Pets

When used correctly, Myofascial Release causes no harm, and, in Ruth’s experience, has proven to be very successful when used on felines, canines, and other companion animals. The techniques are the same, with revision of hand placements due to the smaller areas being treated.

In the spring of 2001, an interview was conducted with Jan Steiss, D.V.M., Ph.D., P.T., who became licensed as a physical therapist after initially being licensed as a veterinarian in 1975. The question was posed: “We all have expectations as we try new adventures, what surprised you the most about the program you attended?”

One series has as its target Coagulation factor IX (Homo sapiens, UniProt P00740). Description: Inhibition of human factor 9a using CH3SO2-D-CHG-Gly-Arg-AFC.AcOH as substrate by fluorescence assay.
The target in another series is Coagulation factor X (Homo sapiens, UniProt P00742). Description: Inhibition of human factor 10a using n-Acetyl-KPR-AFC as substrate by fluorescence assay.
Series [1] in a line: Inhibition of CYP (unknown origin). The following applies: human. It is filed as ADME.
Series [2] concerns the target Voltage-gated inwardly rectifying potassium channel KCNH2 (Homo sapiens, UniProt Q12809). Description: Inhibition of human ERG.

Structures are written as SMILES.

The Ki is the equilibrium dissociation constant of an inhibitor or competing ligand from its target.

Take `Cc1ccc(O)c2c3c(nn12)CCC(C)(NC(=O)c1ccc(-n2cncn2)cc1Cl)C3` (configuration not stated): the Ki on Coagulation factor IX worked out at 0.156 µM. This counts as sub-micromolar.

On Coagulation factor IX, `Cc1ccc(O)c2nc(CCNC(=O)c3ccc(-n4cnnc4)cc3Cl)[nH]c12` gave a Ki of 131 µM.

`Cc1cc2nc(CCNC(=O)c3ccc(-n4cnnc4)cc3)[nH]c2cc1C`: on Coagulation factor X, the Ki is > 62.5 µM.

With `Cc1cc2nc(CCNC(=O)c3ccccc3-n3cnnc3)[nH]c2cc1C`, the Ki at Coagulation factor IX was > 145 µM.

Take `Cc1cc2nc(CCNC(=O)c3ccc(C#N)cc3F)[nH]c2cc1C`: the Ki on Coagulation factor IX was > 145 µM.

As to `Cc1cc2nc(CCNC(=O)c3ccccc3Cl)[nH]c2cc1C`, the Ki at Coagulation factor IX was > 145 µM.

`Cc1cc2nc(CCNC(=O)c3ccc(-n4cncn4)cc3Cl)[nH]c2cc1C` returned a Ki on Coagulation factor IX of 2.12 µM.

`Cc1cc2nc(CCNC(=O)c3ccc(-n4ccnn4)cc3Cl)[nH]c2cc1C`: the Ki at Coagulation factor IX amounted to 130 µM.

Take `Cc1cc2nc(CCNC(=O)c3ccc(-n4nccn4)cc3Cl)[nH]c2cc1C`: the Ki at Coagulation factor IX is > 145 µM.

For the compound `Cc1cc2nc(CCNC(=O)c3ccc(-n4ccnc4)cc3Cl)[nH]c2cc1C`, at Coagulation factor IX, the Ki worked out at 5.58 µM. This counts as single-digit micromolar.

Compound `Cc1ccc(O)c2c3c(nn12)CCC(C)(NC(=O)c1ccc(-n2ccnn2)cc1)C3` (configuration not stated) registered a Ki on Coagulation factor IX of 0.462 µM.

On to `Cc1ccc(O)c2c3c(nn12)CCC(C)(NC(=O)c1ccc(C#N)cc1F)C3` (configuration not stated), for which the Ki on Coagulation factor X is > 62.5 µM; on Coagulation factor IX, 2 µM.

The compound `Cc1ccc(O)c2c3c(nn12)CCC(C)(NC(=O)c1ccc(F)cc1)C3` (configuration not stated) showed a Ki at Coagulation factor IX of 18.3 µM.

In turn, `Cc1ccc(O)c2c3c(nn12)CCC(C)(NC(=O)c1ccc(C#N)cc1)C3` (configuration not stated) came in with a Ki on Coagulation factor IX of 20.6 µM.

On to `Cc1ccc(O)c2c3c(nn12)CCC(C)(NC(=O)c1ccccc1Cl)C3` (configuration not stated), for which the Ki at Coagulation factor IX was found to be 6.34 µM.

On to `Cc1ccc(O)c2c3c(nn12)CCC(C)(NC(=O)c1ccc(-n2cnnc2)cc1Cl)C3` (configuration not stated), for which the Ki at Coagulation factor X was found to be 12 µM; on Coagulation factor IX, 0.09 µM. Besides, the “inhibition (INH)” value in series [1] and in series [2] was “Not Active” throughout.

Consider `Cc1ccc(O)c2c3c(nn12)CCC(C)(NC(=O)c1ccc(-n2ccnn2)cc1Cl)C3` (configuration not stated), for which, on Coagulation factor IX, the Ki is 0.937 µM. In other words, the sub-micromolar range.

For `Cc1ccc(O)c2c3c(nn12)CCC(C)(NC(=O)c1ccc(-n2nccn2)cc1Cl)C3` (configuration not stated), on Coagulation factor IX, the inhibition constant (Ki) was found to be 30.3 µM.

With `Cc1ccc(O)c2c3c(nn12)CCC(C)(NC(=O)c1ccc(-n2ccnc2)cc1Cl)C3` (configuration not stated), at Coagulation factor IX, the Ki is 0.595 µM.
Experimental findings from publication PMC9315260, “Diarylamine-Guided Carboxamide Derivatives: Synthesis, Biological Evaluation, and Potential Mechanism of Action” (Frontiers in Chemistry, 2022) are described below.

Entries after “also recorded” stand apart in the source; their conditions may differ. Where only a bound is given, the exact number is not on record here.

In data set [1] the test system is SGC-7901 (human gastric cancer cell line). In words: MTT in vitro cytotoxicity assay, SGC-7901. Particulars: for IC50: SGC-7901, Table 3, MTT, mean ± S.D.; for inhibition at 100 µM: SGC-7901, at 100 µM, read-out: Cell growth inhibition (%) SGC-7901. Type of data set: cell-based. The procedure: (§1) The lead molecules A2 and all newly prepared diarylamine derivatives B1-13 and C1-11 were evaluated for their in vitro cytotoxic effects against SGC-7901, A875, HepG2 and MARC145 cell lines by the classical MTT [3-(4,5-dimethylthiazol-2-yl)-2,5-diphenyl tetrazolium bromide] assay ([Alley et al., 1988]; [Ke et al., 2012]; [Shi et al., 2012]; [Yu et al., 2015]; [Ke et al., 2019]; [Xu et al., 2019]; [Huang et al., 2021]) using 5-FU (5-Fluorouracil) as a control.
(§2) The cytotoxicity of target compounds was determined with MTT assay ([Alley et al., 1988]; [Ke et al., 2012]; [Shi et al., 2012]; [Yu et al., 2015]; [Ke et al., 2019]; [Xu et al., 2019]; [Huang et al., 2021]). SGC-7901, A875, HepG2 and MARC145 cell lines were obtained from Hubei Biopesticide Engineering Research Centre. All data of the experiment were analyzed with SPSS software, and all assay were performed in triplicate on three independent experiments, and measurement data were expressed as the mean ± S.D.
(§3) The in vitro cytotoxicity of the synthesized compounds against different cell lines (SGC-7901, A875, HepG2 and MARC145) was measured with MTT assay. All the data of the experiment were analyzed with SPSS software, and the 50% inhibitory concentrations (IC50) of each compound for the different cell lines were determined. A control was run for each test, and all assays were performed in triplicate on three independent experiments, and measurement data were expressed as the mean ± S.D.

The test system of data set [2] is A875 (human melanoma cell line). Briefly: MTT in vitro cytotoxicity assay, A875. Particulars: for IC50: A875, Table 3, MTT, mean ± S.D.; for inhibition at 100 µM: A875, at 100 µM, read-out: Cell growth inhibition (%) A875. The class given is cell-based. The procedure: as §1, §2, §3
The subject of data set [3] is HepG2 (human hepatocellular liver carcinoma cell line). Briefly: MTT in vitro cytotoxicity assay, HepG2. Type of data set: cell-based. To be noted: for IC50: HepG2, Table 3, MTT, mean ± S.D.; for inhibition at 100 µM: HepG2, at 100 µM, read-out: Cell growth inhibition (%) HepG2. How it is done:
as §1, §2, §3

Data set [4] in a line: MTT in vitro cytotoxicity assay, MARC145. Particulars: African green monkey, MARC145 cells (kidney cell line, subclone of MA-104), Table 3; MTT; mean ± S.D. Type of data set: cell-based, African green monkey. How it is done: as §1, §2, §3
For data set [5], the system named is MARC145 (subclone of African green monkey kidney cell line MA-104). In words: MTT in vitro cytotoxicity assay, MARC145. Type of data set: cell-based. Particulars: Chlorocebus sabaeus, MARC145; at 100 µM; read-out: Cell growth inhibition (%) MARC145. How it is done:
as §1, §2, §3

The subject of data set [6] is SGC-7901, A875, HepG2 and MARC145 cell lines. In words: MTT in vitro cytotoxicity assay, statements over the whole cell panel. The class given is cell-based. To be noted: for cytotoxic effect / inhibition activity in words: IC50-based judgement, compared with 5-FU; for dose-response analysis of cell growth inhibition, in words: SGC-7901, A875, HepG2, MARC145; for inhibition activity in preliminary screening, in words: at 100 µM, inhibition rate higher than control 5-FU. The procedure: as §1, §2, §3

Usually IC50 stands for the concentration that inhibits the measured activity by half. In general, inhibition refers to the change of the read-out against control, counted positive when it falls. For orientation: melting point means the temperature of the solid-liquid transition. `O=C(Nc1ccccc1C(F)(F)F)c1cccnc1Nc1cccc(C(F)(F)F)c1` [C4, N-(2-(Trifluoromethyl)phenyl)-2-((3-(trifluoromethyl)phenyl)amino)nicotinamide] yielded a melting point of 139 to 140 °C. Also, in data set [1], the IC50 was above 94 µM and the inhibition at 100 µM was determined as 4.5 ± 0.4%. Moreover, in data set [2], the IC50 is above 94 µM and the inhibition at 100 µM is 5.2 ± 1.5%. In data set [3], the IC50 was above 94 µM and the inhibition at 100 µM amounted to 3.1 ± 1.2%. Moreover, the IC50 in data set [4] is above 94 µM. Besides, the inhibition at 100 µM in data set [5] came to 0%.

Her response: “I learned to appreciate that the profession of physical therapy has a coherent scientific basis that can be adapted to veterinary medicine, especially in the area that interests me most, the neuromuscular system. It became apparent that the function of nerve and muscle is very similar among species and that the principles of neuromuscular rehabilitation can be transferred to animals.”